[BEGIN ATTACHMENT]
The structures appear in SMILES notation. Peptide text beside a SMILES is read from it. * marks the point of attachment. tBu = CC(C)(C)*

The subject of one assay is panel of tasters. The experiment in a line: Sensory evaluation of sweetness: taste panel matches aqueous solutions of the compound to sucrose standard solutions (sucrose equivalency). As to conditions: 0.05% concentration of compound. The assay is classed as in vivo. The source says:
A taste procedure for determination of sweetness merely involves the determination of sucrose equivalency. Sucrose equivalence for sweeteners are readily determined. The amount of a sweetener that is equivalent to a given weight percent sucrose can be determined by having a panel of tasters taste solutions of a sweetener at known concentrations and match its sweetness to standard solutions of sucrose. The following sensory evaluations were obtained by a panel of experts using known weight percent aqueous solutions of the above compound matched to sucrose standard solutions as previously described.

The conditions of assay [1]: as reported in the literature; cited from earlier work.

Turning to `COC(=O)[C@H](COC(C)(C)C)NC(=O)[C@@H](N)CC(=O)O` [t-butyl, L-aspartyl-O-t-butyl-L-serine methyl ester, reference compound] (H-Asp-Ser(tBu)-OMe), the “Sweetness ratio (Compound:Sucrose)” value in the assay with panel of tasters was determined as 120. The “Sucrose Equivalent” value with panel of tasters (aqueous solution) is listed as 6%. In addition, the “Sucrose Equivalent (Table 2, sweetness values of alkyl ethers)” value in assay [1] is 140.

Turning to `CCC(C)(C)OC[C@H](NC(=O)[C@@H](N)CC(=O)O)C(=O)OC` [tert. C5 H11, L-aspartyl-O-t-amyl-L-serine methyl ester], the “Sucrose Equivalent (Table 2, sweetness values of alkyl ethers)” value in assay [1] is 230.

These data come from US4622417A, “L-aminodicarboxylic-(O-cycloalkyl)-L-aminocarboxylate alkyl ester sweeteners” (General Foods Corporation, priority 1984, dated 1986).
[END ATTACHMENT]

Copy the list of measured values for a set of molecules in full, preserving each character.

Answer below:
The structures appear in SMILES notation. Peptide text beside a SMILES is read from it. * marks the point of attachment. tBu = CC(C)(C)*

The subject of one assay is panel of tasters. The experiment in a line: Sensory evaluation of sweetness: taste panel matches aqueous solutions of the compound to sucrose standard solutions (sucrose equivalency). As to conditions: 0.05% concentration of compound. The assay is classed as in vivo. The source says:
A taste procedure for determination of sweetness merely involves the determination of sucrose equivalency. Sucrose equivalence for sweeteners are readily determined. The amount of a sweetener that is equivalent to a given weight percent sucrose can be determined by having a panel of tasters taste solutions of a sweetener at known concentrations and match its sweetness to standard solutions of sucrose. The following sensory evaluations were obtained by a panel of experts using known weight percent aqueous solutions of the above compound matched to sucrose standard solutions as previously described.

The conditions of assay [1]: as reported in the literature; cited from earlier work.

Turning to `COC(=O)[C@H](COC(C)(C)C)NC(=O)[C@@H](N)CC(=O)O` [t-butyl, L-aspartyl-O-t-butyl-L-serine methyl ester, reference compound] (H-Asp-Ser(tBu)-OMe), the “Sweetness ratio (Compound:Sucrose)” value in the assay with panel of tasters was determined as 120. The “Sucrose Equivalent” value with panel of tasters (aqueous solution) is listed as 6%. In addition, the “Sucrose Equivalent (Table 2, sweetness values of alkyl ethers)” value in assay [1] is 140.

Turning to `CCC(C)(C)OC[C@H](NC(=O)[C@@H](N)CC(=O)O)C(=O)OC` [tert. C5 H11, L-aspartyl-O-t-amyl-L-serine methyl ester], the “Sucrose Equivalent (Table 2, sweetness values of alkyl ethers)” value in assay [1] is 230.

These data come from US4622417A, “L-aminodicarboxylic-(O-cycloalkyl)-L-aminocarboxylate alkyl ester sweeteners” (General Foods Corporation, priority 1984, dated 1986).